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'It worries us': Advocates call on FCCS to end contracts with out-of-state facilities with histories of alleged abuse

Franklin County and state Medicaid financial records show the state has spent at least $50 million in the last five years sending children to out-of-state facilities

COLUMBUS, Ohio — Advocates for children in foster care are calling on Franklin County Children Services to end its contracts with out-of-state behavioral treatment facilities with histories of alleged abuse.

Both Addison Torrence and Nikki Chinn are advocates for those in foster care or behavioral treatment facilities.  Both have personal experiences in group or residential facilities.

In a Sept. 29 letter, Torrence and Chinn wrote: “It worries us that many out-of-state facilities contracted by FCCS are operated by these companies under investigation for child maltreatment. We call on FCCS to terminate its out-of-state contracts with facilities operated by Acadia, Universal Health Services and Devereux…”

Two U.S. Senators who raised concerns about the treatment of children in residential treatment facilities drafted letters to the companies this summer asking about the treatment of children in their care.

Senators Ron Wyden, D- Oregon, and Patty Murray, D – Washington, penned the letters in July and cited the previous reporting of 10 Investigates and other news outlets in their reference materials.

Last Thursday, FCCS forwarded the letter crafted by Torrence and Chinn to licensing agencies in 10 states – including Ohio – urging the agencies in those states to “take any and all steps you deem appropriate in light of this information.”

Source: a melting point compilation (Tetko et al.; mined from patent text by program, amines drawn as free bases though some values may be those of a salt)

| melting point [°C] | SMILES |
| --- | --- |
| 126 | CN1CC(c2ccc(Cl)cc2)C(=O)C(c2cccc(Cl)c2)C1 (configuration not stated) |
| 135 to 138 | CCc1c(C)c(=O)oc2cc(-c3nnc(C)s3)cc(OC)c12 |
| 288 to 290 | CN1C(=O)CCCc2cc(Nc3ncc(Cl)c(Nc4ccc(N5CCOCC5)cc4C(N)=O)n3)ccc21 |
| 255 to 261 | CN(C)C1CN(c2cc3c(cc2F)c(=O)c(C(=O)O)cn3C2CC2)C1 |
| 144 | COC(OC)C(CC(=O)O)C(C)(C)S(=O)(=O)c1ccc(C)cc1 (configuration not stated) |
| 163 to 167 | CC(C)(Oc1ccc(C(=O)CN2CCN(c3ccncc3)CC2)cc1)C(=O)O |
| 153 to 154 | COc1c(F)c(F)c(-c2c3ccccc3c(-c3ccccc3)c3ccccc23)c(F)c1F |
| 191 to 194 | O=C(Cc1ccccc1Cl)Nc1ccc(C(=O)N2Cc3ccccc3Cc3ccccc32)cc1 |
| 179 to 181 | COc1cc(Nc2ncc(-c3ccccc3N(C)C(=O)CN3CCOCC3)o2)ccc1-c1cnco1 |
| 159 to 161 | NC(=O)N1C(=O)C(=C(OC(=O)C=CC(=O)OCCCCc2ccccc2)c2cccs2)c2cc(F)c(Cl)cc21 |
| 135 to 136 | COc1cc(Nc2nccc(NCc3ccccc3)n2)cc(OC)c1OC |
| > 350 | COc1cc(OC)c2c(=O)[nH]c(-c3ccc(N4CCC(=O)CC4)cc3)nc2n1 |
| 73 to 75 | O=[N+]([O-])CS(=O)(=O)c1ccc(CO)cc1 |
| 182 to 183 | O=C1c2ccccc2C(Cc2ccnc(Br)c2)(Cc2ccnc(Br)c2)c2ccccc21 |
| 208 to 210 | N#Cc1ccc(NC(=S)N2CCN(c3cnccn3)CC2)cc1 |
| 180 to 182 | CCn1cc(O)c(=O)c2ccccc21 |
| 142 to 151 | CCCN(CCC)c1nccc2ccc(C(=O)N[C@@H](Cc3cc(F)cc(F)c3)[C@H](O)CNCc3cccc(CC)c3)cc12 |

It’s not immediately clear why FCCS waited until November 17 to send out the letters.

The agency was aware for weeks that 10 Investigates was looking into alleged mistreatment of children in out-of-state facilities. An FCCS spokeswoman has not responded to an email Monday asking for clarity.

FCCS’ letters were sent on the same day that 10 Investigates aired an investigative report that detailed how millions of public dollars were tied to sending children to out-of-state treatment facilities that have been mired by allegations of abuse and neglect.

Our reporting revealed out of the 37 out-of-state facilities where Ohio sends children, 10 Investigates found documented allegations of abuse or neglect in more than half of them.

Franklin County and state Medicaid financial records show the state has spent at least $50 million over the past five years sending children to out-of-state facilities. Many children sent to these facilities are connected to the foster care system or recommended to attend by juvenile court.

Torrence and Chinn are asking that FCCS – and the state of Ohio – should formulate a plan to start to bring children home. States like Oregon, Washington, California and now Texas have taken similar steps to bring children home from out-of-state facilities.

“They are placing youth in these facilities. It is their responsibility to make sure that youth they place and congregate care facilities are in a safe placement,” Nikki Chinn told 10 Investigates.”

Torrence added: “Other states like California and Oregon have done away with out-of-state placements. They brought their kids home. Ohio can and should bring its kids home but we need a plan first.”

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